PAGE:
Several food crops have been protected by selecting genes from wild relatives of domesticated species. For instance, Australian scientists have recently utilised genes from wild plant species to further the development of wheat resistant to UG99, a form of wheat rust fungus that emerged in Uganda in 1999. Winds carried the disease from East Africa into Southern Africa and the Middle East. From there it could spread into South Asia. If left unaddressed, it is believed that up to 30 per cent of global wheat production could be threatened. Finding and developing natural resistance to the fungus will help protect the world’s most widely grown food crop. Without a wide array of wheat varieties, however, the chance of finding resistant genes becomes much lower.

Over the past century, according to The Economist, about three-quarters of global crop genetic diversity is believed to have been lost. As the level of biodiversity decreases the potential for solutions to future crop diseases and changing environmental conditions becomes narrower.

Modern agricultural practices have downplayed the importance of biodiversity by concentrating on a few, mainly high-yielding, varieties. As a result, the world is highly dependent on a small number of plant and animal species for its food supply. Currently, about 30 crops provide 95 per cent of the world’s food, with five cereal crops – rice, wheat, maize, millet and sorghum – accounting for 60 per cent of the world’s food. These food crops are composed of a relatively small number of domesticated varieties.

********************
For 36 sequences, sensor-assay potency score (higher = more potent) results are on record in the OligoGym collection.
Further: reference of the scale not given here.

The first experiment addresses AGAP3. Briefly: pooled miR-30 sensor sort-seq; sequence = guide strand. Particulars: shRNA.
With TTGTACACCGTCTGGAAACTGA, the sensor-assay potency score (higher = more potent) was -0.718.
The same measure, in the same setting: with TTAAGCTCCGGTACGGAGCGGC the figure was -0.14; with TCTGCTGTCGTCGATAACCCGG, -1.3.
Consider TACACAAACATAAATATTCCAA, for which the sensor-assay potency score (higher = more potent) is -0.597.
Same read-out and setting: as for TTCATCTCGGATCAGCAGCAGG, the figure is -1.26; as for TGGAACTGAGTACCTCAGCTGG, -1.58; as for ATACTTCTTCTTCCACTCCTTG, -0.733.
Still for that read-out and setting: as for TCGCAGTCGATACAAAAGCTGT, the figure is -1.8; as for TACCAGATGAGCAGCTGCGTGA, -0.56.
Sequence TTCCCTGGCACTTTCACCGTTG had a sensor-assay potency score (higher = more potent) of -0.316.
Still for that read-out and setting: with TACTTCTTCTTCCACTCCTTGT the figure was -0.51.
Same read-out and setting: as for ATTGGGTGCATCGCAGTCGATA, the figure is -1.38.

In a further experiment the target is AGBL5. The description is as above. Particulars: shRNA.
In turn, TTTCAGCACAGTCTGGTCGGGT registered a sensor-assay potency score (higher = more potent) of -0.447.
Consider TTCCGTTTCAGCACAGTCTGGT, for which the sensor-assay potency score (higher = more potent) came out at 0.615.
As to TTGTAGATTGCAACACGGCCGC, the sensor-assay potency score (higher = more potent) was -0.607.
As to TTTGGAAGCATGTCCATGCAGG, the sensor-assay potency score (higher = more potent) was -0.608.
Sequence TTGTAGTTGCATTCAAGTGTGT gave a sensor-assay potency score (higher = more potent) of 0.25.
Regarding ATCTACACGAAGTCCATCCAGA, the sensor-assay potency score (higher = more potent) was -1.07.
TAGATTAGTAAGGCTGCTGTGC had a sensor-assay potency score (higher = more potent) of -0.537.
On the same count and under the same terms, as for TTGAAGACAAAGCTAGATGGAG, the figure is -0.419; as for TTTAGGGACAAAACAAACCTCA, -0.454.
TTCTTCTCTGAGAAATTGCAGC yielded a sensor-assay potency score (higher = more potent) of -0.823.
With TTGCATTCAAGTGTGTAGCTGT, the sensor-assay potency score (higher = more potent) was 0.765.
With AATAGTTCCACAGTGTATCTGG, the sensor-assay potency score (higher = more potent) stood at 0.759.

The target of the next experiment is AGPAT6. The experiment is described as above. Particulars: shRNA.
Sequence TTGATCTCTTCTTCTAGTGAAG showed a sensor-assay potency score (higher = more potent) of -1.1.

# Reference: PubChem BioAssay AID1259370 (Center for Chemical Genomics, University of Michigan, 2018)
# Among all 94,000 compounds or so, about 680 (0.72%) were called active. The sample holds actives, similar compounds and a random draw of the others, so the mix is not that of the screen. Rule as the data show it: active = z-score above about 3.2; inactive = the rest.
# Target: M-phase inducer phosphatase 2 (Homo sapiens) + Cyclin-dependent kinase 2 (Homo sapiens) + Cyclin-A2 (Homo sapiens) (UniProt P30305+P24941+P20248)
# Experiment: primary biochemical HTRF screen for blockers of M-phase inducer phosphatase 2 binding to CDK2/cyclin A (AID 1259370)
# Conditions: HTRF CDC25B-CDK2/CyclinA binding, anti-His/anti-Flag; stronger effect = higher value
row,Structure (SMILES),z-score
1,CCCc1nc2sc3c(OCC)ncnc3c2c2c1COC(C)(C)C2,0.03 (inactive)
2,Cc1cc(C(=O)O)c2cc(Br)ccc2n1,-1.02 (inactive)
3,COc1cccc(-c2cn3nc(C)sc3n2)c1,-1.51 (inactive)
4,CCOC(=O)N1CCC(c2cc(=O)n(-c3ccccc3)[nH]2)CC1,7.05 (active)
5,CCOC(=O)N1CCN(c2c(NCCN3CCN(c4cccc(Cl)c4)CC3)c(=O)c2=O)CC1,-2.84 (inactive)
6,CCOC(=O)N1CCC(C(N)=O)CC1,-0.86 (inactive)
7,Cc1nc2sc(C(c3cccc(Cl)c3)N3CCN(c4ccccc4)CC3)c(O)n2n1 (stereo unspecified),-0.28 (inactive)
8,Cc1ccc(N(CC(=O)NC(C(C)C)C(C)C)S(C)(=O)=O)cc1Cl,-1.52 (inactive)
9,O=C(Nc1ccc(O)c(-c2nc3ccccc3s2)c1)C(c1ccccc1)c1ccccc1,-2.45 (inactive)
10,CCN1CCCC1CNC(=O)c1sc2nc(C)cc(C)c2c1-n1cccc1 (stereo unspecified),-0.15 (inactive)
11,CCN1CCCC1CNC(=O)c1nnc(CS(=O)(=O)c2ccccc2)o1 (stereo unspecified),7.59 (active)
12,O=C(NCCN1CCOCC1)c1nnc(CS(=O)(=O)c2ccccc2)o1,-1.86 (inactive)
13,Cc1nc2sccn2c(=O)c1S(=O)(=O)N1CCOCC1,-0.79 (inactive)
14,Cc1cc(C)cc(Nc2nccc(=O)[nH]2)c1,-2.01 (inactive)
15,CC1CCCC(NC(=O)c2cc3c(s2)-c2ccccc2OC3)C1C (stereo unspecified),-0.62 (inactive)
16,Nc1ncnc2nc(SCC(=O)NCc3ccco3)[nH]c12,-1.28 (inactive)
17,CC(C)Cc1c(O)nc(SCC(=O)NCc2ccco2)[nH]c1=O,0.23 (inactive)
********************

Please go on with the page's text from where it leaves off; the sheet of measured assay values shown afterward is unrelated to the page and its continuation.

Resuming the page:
A heavy reliance on a small number of crop species increases the vulnerability of the food supply. Reduced biodiversity increases the risk of diseases spreading through the international agricultural system. There is concern about the potential for a global sixth mass extinction that could damage food security. While extinction is a natural process, it appears to be occurring at a much greater rate than usual. Many of these concerns lean towards alarmism and will take centuries to become apparent. Almost 70 per cent of plant species are currently threatened with extinction, but the likelihood of them all dying out at the same time is remote. As plants are the basis of the global food system and wild species are a useful repository of genetic material, a loss of diversity would pose considerable problems for future food security.

International efforts have been made to store and preserve a wide range of plant genetic material. Seed banks are costly to establish and maintain and in addition to unstable financing, many face numerous challenges, such as civil unrest, urban encroachment and natural disasters. These efforts require continued international co-operation and funding.